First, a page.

Business

Do sporting events boost the local economy? Budapest and Baku’s F1 experience would suggest so

It’s been more than 35 years since Formula 1 arrived in emerging Europe, when Nelson Piquet won the 1986 Hungarian Grand Prix in a Williams-Honda at the Hungaroring in Mogyoród near Budapest.

The race was a huge success, attended by more than 200,000 people despite relatively high ticket prices. It was something of a coup both for Hungary – which cemented its position as one of the more open-minded countries then behind the Iron Curtain – and for Formula 1, which was looking to find a new fan base outside of its traditional market in Western Europe.

Despite its immediate and ongoing success – only eight tracks around the world have now hosted more Formula 1 races – and despite Formula 1 in the meantime spreading its wings far and wide, dropping races in Western Europe to do so, it would take a further 30 years for a second Grands Prix to be held in emerging Europe: on a street track in Baku, Azerbaijan.

Last month, the organisers of the race, Baku City Circuit (BCC), released the results of a study (carried out by PwC) into the economic impact that hosting the annual F1 race has had on the city since: 506.3 million US dollars.

This compares relatively well with the estimates of the Hungarian Minister of Foreign Affairs and Trade Péter Szijjártó, who said in 2019 that Hungaroring generates 30 billion forints (888 million euros) for Hungary – including media coverage – each year. (Besides F1, Hungaroring also hosts races in various forms of motorsport throughout the year).

The figure for Baku is a combination of the direct and indirect results of operational spending linked to the arrival of F1 in Baku, taking into account the spend across various sectors including professional services, hotels and general accommodation, catering, transport, social and cultural services, agriculture, post and telecommunications, wholesale trade and electricity, gas and water amongst others.

“We have always emphasised that Formula 1 in Baku is more than just a showpiece event but instead a spark for economic, social and cultural change that will create increased opportunities and benefits for everyone living and working here,” says Baku City Circuit’s Executive Director Arif Rahimov.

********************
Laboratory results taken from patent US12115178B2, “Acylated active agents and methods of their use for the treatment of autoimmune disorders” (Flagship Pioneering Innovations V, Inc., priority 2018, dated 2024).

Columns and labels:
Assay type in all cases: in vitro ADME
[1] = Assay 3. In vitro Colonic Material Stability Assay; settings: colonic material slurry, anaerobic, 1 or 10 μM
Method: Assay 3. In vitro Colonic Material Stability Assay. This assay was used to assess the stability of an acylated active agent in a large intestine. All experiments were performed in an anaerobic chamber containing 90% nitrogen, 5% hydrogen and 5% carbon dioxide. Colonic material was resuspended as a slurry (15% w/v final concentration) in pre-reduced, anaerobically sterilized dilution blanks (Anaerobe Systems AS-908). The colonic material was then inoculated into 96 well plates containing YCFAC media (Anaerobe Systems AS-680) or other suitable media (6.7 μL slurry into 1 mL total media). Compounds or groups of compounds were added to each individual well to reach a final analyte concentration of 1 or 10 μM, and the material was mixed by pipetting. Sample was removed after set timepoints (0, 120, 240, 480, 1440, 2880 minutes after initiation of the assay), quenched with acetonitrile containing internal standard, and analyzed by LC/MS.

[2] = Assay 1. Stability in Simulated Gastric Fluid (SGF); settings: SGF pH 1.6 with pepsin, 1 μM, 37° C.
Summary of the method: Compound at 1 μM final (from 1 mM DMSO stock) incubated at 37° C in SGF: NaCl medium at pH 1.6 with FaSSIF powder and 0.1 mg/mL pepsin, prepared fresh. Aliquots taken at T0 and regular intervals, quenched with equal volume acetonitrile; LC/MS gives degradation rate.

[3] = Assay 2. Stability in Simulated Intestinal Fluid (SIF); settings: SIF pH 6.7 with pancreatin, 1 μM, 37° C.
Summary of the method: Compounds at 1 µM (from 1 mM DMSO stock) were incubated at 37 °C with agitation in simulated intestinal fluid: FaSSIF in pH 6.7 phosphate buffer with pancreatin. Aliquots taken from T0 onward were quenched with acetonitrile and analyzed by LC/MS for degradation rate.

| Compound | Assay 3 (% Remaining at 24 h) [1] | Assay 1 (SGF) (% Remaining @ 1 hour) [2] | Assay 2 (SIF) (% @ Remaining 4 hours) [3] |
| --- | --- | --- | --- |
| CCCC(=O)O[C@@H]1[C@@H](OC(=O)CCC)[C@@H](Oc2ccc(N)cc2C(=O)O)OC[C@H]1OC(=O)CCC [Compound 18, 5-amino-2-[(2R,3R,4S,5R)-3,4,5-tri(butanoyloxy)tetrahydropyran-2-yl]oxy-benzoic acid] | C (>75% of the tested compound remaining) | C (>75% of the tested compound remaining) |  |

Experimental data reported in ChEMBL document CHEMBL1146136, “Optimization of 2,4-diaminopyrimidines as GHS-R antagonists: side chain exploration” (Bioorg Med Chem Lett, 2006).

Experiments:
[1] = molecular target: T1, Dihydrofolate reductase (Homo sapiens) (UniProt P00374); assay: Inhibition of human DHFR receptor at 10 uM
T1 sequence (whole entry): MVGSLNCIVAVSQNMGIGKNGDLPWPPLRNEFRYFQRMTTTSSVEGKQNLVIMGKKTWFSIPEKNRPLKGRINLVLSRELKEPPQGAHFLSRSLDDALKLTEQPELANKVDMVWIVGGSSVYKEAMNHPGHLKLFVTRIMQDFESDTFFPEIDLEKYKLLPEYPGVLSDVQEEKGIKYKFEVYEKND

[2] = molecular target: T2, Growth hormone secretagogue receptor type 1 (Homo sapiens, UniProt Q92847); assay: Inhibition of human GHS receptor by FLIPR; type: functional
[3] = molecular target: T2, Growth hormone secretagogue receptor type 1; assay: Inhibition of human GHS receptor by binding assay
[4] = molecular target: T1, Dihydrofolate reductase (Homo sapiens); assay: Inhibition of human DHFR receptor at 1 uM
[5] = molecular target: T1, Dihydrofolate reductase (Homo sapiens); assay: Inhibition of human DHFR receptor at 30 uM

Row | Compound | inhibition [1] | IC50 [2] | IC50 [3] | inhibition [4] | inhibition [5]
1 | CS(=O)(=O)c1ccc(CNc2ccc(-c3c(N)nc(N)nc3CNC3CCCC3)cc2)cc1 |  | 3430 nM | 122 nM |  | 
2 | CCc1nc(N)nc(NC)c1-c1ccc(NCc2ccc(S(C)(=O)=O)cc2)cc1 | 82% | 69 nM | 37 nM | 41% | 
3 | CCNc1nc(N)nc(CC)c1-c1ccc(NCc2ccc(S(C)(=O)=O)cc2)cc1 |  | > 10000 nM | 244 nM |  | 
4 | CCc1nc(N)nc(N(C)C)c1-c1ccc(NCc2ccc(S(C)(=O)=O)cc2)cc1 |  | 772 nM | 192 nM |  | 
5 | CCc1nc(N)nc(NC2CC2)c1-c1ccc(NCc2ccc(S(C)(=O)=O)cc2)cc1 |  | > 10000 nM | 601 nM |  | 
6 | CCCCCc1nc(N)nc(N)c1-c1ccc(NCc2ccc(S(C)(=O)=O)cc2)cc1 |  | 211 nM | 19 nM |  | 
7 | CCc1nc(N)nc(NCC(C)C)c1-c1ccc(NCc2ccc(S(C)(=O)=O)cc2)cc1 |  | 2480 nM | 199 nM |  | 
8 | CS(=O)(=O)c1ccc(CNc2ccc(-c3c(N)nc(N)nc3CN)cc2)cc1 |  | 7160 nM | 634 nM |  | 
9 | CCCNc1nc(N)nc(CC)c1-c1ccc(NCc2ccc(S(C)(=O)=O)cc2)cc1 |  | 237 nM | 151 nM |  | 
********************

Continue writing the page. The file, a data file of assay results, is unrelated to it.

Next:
“As made clear in this report, the past few years have exceeded our wildest expectations in this regard. Now that we have agreed our new contract with F1, which guarantees racing in this city until 2023 at least, we look forward with increased confidence and optimism to many more years of success hosting the pinnacle of motorsport here in Baku.”

Staging a Formula 1 street race requires significant redevelopment of existing venues (main roads and underground stations) and other supporting infrastructure. As such, a major road renovation project covering an area of 4,500 square metres around Baku city was carried out as part of the preparations to hold the first Grand Prix in 2016. This in turn helped to boost the domestic construction industry, as seen in the cumulative direct and indirect economic impact of 181.4 million US dollars that the sector generated during the past four years.

Baku has also benefited from the global media exposure generated by hosting the annual race, raising awareness of Azerbaijan as a major sporting and entertainment destination.

Not that sporting events always bring positive headlines.

In 2019, Baku hosted the UEFA Europa League final between English clubs Arsenal and Chelsea, and not without problems. Fans complained at a lack of flights to the city from Western Europe, while Arsenal midfielder Henrikh Mkhitaryan, an Armenian, was unable to travel to the city having been told his safety could not be guaranteed.

Baku is one of three emerging European cities hosting UEFA Euro 2020 matches this summer – the others are Bucharest and Budapest – and fans of those countries who will play in the city (Wales, Switzerland and Turkey) will be hoping that more flights are available than last year.

Our recent look at flight connections across the region suggests that there has been some improvement: Baku is now served by direct flights from 68 cities across the globe.